I believe the key to successful bucket lists (and vision boards) is being flexible with the results. Set goals, but be open to how they manifest in your life. Robin Roberts, sports newscaster and Good Morning America host, talked about being creative in how you reach your goals on the television show, “Master Class”. She said, “I used to dream about one day being at Wimbledon. I could taste the strawberries and cream. I could see myself curtsying there on center court. And I didn’t make it there, obviously, as a tennis player, but let me tell you, even though I had a mic in my hand instead of a tennis racket for ESPN when I went to cover it for the first time, to me it was like, “Check. Wimbledon.”
Be willing to rewrite your bucket list if a goal no longer appeals to you. Add new wishes to your list as needed. To come back to Arndt’s grocery list analogy, just as shoppers may purchase some impulse buys that aren’t on their lists while in the store, bucket list makers shouldn’t be afraid to stray from their defined travel goals either.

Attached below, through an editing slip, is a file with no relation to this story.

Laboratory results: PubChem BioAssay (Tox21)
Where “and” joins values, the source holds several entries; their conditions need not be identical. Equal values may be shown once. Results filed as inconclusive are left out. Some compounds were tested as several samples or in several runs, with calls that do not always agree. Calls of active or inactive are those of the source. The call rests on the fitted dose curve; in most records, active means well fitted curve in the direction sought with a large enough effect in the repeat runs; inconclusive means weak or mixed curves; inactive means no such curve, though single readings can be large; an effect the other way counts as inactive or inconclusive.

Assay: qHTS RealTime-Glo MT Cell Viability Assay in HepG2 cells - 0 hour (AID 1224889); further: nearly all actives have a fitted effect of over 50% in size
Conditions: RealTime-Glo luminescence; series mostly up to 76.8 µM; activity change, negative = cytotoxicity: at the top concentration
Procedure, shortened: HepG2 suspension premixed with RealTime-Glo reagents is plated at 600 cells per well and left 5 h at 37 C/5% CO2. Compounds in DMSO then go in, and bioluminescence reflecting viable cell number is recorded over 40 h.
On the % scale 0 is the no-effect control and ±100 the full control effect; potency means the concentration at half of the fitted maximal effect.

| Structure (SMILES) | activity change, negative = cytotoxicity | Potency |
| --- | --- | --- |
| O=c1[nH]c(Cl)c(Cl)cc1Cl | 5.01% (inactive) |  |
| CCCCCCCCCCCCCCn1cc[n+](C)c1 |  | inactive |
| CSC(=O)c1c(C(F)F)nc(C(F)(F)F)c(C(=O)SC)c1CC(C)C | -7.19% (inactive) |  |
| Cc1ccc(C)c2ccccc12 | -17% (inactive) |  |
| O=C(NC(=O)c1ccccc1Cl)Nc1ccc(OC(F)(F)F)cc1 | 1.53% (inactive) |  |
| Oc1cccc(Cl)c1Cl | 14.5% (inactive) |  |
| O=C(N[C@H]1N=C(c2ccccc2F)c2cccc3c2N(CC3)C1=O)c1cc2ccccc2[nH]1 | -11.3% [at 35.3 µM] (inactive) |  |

As poet Ursula Le Guin said, “It is good to have an end to journey towards, but it is the journey that matters in the end.”
What do you think about travel bucket lists? Let us know in the comments below!
Bio: Colleen Lanin is the author of The Travel Mamas’ Guide and the founder/editor-in-chief of TravelMamas.com. She teaches blogging classes and gives presentations on how to travel with babies and children. She has given travel tips on television, radio, and as a paid video blogger. She has a master’s degree in business administration with a background in marketing. Her stories have appeared in such publications as the “Today” show’s travel section on NBCNews.com, Parenting Magazine, Orlando Sentinel, Chicago Tribune, Expedia, Working Mother Magazine, and more. Colleen will be leading an interactive session at TBEX Cancun on creating and using a vision board to remain inspired and focused.